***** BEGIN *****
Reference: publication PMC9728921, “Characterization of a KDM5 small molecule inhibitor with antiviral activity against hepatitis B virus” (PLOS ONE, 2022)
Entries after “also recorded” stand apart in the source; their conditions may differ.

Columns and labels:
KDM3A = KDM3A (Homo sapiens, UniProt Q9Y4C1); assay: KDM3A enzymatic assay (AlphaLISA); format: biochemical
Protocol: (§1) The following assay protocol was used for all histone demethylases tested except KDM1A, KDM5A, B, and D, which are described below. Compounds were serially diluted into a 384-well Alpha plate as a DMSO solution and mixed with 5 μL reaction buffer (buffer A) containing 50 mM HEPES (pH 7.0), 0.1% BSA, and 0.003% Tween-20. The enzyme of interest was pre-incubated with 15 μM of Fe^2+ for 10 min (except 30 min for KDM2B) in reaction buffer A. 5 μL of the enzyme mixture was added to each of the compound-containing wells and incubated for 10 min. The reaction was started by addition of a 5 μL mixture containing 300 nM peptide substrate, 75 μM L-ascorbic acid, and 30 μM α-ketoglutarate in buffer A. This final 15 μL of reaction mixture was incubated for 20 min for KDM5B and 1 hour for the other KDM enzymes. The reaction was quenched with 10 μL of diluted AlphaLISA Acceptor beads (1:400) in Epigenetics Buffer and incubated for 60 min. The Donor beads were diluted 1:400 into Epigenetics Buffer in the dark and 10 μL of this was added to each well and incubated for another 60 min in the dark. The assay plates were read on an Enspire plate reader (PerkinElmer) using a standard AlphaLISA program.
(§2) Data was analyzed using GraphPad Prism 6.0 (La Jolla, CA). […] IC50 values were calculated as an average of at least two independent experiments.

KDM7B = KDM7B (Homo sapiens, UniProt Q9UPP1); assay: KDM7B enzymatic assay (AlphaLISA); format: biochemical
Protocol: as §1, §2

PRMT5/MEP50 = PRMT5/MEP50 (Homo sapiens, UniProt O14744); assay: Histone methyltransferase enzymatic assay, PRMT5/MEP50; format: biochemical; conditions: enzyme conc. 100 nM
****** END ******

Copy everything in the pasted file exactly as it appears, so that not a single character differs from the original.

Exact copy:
Reference: publication PMC9728921, “Characterization of a KDM5 small molecule inhibitor with antiviral activity against hepatitis B virus” (PLOS ONE, 2022)
Entries after “also recorded” stand apart in the source; their conditions may differ.

Columns and labels:
KDM3A = KDM3A (Homo sapiens, UniProt Q9Y4C1); assay: KDM3A enzymatic assay (AlphaLISA); format: biochemical
Protocol: (§1) The following assay protocol was used for all histone demethylases tested except KDM1A, KDM5A, B, and D, which are described below. Compounds were serially diluted into a 384-well Alpha plate as a DMSO solution and mixed with 5 μL reaction buffer (buffer A) containing 50 mM HEPES (pH 7.0), 0.1% BSA, and 0.003% Tween-20. The enzyme of interest was pre-incubated with 15 μM of Fe^2+ for 10 min (except 30 min for KDM2B) in reaction buffer A. 5 μL of the enzyme mixture was added to each of the compound-containing wells and incubated for 10 min. The reaction was started by addition of a 5 μL mixture containing 300 nM peptide substrate, 75 μM L-ascorbic acid, and 30 μM α-ketoglutarate in buffer A. This final 15 μL of reaction mixture was incubated for 20 min for KDM5B and 1 hour for the other KDM enzymes. The reaction was quenched with 10 μL of diluted AlphaLISA Acceptor beads (1:400) in Epigenetics Buffer and incubated for 60 min. The Donor beads were diluted 1:400 into Epigenetics Buffer in the dark and 10 μL of this was added to each well and incubated for another 60 min in the dark. The assay plates were read on an Enspire plate reader (PerkinElmer) using a standard AlphaLISA program.
(§2) Data was analyzed using GraphPad Prism 6.0 (La Jolla, CA). […] IC50 values were calculated as an average of at least two independent experiments.

KDM7B = KDM7B (Homo sapiens, UniProt Q9UPP1); assay: KDM7B enzymatic assay (AlphaLISA); format: biochemical
Protocol: as §1, §2

PRMT5/MEP50 = PRMT5/MEP50 (Homo sapiens, UniProt O14744); assay: Histone methyltransferase enzymatic assay, PRMT5/MEP50; format: biochemical; conditions: enzyme conc. 100 nM